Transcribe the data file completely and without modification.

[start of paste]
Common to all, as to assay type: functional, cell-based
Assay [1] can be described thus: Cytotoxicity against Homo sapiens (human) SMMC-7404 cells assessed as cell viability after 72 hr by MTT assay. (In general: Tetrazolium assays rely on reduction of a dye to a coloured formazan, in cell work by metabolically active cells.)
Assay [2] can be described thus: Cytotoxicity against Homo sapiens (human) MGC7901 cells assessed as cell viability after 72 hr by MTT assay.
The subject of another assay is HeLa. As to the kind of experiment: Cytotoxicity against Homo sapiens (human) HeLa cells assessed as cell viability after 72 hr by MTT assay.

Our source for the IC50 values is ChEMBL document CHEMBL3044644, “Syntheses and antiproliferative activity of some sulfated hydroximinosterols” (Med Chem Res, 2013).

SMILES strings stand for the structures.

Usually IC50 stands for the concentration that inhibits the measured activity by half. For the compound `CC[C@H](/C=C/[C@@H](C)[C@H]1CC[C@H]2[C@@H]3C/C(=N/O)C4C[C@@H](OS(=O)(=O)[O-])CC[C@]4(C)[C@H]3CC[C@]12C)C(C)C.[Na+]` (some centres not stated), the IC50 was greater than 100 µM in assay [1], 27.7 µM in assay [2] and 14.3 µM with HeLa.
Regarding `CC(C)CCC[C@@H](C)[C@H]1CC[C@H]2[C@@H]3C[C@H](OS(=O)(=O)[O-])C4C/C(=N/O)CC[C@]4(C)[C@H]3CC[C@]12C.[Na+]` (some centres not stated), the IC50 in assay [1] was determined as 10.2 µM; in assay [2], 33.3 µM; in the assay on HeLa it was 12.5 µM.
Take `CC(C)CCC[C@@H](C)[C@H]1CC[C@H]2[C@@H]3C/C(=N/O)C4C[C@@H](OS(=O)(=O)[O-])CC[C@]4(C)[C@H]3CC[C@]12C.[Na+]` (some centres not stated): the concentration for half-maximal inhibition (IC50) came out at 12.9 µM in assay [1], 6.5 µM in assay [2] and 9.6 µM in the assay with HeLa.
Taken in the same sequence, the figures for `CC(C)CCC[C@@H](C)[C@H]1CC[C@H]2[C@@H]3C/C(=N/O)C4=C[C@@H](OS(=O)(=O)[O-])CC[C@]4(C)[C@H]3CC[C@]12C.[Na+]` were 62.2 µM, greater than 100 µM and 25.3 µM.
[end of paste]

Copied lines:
Common to all, as to assay type: functional, cell-based
Assay [1] can be described thus: Cytotoxicity against Homo sapiens (human) SMMC-7404 cells assessed as cell viability after 72 hr by MTT assay. (In general: Tetrazolium assays rely on reduction of a dye to a coloured formazan, in cell work by metabolically active cells.)
Assay [2] can be described thus: Cytotoxicity against Homo sapiens (human) MGC7901 cells assessed as cell viability after 72 hr by MTT assay.
The subject of another assay is HeLa. As to the kind of experiment: Cytotoxicity against Homo sapiens (human) HeLa cells assessed as cell viability after 72 hr by MTT assay.

Our source for the IC50 values is ChEMBL document CHEMBL3044644, “Syntheses and antiproliferative activity of some sulfated hydroximinosterols” (Med Chem Res, 2013).

SMILES strings stand for the structures.

Usually IC50 stands for the concentration that inhibits the measured activity by half. For the compound `CC[C@H](/C=C/[C@@H](C)[C@H]1CC[C@H]2[C@@H]3C/C(=N/O)C4C[C@@H](OS(=O)(=O)[O-])CC[C@]4(C)[C@H]3CC[C@]12C)C(C)C.[Na+]` (some centres not stated), the IC50 was greater than 100 µM in assay [1], 27.7 µM in assay [2] and 14.3 µM with HeLa.
Regarding `CC(C)CCC[C@@H](C)[C@H]1CC[C@H]2[C@@H]3C[C@H](OS(=O)(=O)[O-])C4C/C(=N/O)CC[C@]4(C)[C@H]3CC[C@]12C.[Na+]` (some centres not stated), the IC50 in assay [1] was determined as 10.2 µM; in assay [2], 33.3 µM; in the assay on HeLa it was 12.5 µM.
Take `CC(C)CCC[C@@H](C)[C@H]1CC[C@H]2[C@@H]3C/C(=N/O)C4C[C@@H](OS(=O)(=O)[O-])CC[C@]4(C)[C@H]3CC[C@]12C.[Na+]` (some centres not stated): the concentration for half-maximal inhibition (IC50) came out at 12.9 µM in assay [1], 6.5 µM in assay [2] and 9.6 µM in the assay with HeLa.
Taken in the same sequence, the figures for `CC(C)CCC[C@@H](C)[C@H]1CC[C@H]2[C@@H]3C/C(=N/O)C4=C[C@@H](OS(=O)(=O)[O-])CC[C@]4(C)[C@H]3CC[C@]12C.[Na+]` were 62.2 µM, greater than 100 µM and 25.3 µM.